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Horticulture and Home Pest News
Horticulture & Home Pest News is filled with articles on current horticulture, plant care, pest management, and common household pests written by Iowa State University Extension specialists in the Departments of Entomology, Horticulture and Plant Pathology.

False Japanese Beetle

This article was published originally on 7/2/1999

Several calls and samples from eastern Iowa counties would suggest this is another "banner year" for the false Japanese beetle, Strigoderma arbicola. The false Japanese beetle is a member of the Junebug family with a vague resemblance to the famous imported pest, the Japanese beetle. See the table below for a comparison of diagnostic characteristics.

not available
Descriptions Japanese Beetle False Japanese Beetle
Size / Shape 7/16" / nearly square 7/16" / longer than wide
Colors thorax: shiny green thorax: brown to slightly green
wing covers: coppery brown wing covers: dark tan to brown
overall: colorful and shiny overall: drab
Abdomen five small, white tufts of hair along each side no white tufts of hair
Distribution limited to 5 eastern Iowa counties as of 1999 statewide, but more common in EC Iowa
ImagePicture

False Japanese beetles are occasionally a significant pest in soybean fields and flower gardens. The beetles are leaf feeders and cause large, irregular holes in foliage, flowers and buds. Damage is especially common on white and yellow roses and other flowers.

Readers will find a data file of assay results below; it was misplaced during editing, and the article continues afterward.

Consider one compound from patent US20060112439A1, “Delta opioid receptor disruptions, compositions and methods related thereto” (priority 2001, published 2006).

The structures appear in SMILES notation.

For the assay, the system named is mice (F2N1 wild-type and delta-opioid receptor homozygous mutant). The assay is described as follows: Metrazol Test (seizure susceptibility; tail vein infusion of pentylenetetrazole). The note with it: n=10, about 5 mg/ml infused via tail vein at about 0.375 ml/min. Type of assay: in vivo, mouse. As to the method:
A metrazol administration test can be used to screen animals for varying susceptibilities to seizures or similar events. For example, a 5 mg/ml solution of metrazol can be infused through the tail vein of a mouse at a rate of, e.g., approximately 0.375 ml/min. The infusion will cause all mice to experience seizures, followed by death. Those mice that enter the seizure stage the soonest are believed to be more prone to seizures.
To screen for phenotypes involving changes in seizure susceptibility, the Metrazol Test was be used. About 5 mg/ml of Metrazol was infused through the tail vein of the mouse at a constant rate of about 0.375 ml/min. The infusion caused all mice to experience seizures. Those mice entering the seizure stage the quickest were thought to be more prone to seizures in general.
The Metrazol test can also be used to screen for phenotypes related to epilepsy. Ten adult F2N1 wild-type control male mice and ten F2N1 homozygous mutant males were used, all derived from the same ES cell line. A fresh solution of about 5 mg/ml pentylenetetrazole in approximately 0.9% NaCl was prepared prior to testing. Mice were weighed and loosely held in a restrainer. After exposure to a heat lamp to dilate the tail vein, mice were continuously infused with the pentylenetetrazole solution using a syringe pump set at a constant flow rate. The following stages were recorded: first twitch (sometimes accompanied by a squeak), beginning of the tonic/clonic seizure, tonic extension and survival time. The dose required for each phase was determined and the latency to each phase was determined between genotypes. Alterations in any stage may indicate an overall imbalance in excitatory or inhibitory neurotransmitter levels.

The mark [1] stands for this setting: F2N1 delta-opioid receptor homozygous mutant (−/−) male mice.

The adult beetles are usually present for only 2 weeks in late June and early July, during which time they mate and lay eggs in the soil. The larvae are white grubs found in the soil of grassy, sandy areas where they feed on plant roots. They have not been reported as a soil pest in Iowa. There is only one generation per year.

Handpick the beetles in the garden if infestations are light or consider fabric covers for high value plants (for example, screening over individual rose bushes). Garden insecticides can be used but results may be disappointing, as insecticide residues may not control new beetles that fly in. Sprays will probably be more effective than dusts. Check the labels of home garden and landscape insecticides for the list of plants that can be sprayed. Avoid treating flowers that are being visited by bees.



This article originally appeared in the July 2, 1999 issue, p. 92.

Year of Publication: 
1999
Issue: 
IC-481(17) -- July 2, 1999